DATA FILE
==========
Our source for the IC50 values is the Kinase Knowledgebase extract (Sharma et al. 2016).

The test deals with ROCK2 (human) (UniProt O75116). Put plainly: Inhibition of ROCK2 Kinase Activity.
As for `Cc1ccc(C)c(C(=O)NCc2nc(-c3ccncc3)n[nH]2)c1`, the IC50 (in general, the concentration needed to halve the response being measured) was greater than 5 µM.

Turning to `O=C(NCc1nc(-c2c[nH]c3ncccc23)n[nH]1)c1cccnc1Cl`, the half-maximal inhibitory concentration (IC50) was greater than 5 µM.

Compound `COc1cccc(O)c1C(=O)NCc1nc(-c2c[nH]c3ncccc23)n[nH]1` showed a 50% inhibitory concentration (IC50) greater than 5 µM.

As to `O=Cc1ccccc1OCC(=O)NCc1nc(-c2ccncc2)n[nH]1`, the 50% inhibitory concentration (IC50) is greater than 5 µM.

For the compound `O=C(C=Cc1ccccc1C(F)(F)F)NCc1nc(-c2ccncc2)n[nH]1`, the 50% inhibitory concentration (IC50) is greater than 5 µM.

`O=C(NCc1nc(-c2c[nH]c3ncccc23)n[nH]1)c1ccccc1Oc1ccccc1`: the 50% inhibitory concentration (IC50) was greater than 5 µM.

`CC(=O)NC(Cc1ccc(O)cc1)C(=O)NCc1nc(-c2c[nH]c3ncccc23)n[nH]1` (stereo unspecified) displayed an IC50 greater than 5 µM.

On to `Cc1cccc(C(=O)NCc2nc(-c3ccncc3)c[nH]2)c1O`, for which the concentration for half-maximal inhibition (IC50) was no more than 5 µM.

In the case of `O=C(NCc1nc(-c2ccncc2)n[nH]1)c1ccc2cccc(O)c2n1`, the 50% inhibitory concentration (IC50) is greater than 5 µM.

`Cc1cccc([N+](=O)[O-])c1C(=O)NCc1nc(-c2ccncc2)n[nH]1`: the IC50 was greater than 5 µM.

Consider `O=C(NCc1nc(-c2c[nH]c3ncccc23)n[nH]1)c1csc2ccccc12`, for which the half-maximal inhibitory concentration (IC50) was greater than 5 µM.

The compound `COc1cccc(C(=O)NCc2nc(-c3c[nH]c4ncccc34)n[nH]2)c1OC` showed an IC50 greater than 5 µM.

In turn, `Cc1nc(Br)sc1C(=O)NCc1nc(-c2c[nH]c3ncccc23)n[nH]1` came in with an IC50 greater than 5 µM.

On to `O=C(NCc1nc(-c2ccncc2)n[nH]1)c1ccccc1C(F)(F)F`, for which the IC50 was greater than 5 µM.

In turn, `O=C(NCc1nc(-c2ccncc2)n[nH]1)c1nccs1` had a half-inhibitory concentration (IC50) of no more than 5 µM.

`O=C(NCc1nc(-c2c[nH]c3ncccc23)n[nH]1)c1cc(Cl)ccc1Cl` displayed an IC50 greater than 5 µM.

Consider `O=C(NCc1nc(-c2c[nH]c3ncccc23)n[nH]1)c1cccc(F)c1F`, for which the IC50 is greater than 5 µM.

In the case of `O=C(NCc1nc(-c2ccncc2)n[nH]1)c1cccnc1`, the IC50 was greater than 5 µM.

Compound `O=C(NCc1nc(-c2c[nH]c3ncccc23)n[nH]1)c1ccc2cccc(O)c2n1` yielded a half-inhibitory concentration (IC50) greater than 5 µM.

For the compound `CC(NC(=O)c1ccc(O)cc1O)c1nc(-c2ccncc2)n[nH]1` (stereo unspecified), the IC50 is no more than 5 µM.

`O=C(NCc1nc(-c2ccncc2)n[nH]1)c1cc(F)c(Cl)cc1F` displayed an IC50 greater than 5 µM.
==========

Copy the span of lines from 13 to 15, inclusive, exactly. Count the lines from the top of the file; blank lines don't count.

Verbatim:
Consider `O=C(NCc1nc(-c2c[nH]c3ncccc23)n[nH]1)c1csc2ccccc12`, for which the half-maximal inhibitory concentration (IC50) was greater than 5 µM.

The compound `COc1cccc(C(=O)NCc2nc(-c3c[nH]c4ncccc34)n[nH]2)c1OC` showed an IC50 greater than 5 µM.

In turn, `Cc1nc(Br)sc1C(=O)NCc1nc(-c2c[nH]c3ncccc23)n[nH]1` came in with an IC50 greater than 5 µM.